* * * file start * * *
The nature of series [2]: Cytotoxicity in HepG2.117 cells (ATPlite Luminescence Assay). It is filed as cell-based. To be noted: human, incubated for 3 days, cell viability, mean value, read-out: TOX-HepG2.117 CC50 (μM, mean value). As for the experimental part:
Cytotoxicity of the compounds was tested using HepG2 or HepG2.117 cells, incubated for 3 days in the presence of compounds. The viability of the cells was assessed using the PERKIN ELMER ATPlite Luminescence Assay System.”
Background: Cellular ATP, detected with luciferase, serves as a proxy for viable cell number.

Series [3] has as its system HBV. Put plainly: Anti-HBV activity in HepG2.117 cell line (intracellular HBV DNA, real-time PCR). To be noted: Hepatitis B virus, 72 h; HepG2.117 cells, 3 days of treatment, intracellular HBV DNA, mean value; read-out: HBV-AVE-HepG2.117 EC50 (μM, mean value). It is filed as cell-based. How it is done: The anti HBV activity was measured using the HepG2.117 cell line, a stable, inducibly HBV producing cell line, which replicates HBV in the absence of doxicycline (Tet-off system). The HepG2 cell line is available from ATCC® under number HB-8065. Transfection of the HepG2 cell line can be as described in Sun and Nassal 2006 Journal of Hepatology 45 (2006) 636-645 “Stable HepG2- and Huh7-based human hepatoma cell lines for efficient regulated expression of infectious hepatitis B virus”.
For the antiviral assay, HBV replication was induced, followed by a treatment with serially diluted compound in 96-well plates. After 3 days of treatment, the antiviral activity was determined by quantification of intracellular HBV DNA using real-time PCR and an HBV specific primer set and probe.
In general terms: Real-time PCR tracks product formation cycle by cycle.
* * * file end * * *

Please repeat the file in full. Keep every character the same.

The nature of series [2]: Cytotoxicity in HepG2.117 cells (ATPlite Luminescence Assay). It is filed as cell-based. To be noted: human, incubated for 3 days, cell viability, mean value, read-out: TOX-HepG2.117 CC50 (μM, mean value). As for the experimental part:
Cytotoxicity of the compounds was tested using HepG2 or HepG2.117 cells, incubated for 3 days in the presence of compounds. The viability of the cells was assessed using the PERKIN ELMER ATPlite Luminescence Assay System.”
Background: Cellular ATP, detected with luciferase, serves as a proxy for viable cell number.

Series [3] has as its system HBV. Put plainly: Anti-HBV activity in HepG2.117 cell line (intracellular HBV DNA, real-time PCR). To be noted: Hepatitis B virus, 72 h; HepG2.117 cells, 3 days of treatment, intracellular HBV DNA, mean value; read-out: HBV-AVE-HepG2.117 EC50 (μM, mean value). It is filed as cell-based. How it is done: The anti HBV activity was measured using the HepG2.117 cell line, a stable, inducibly HBV producing cell line, which replicates HBV in the absence of doxicycline (Tet-off system). The HepG2 cell line is available from ATCC® under number HB-8065. Transfection of the HepG2 cell line can be as described in Sun and Nassal 2006 Journal of Hepatology 45 (2006) 636-645 “Stable HepG2- and Huh7-based human hepatoma cell lines for efficient regulated expression of infectious hepatitis B virus”.
For the antiviral assay, HBV replication was induced, followed by a treatment with serially diluted compound in 96-well plates. After 3 days of treatment, the antiviral activity was determined by quantification of intracellular HBV DNA using real-time PCR and an HBV specific primer set and probe.
In general terms: Real-time PCR tracks product formation cycle by cycle.